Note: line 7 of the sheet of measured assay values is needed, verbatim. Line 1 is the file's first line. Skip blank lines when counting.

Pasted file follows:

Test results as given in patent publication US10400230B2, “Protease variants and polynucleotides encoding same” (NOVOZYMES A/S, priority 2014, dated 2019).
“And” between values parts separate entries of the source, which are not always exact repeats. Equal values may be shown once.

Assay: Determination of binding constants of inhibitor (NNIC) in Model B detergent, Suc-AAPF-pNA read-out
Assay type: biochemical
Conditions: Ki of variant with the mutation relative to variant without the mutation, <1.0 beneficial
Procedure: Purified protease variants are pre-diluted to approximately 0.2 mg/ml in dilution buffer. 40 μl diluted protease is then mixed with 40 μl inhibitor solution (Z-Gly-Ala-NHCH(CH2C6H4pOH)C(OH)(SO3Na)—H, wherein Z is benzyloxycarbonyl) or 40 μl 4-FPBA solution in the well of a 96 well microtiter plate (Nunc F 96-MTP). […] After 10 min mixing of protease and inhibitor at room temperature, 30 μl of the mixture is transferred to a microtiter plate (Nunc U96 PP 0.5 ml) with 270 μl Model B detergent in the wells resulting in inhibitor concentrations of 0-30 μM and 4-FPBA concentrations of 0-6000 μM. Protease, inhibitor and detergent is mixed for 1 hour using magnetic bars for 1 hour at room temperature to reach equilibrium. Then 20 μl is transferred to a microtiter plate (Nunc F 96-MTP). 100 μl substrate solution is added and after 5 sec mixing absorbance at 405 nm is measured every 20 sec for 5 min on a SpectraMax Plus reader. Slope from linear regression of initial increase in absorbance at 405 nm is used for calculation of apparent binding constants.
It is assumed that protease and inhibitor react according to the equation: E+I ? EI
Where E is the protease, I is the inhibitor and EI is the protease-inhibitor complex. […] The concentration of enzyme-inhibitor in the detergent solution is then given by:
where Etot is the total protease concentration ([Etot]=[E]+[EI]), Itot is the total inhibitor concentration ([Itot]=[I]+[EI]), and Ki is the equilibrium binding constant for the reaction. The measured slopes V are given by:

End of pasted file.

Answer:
It is assumed that protease and inhibitor react according to the equation: E+I ? EI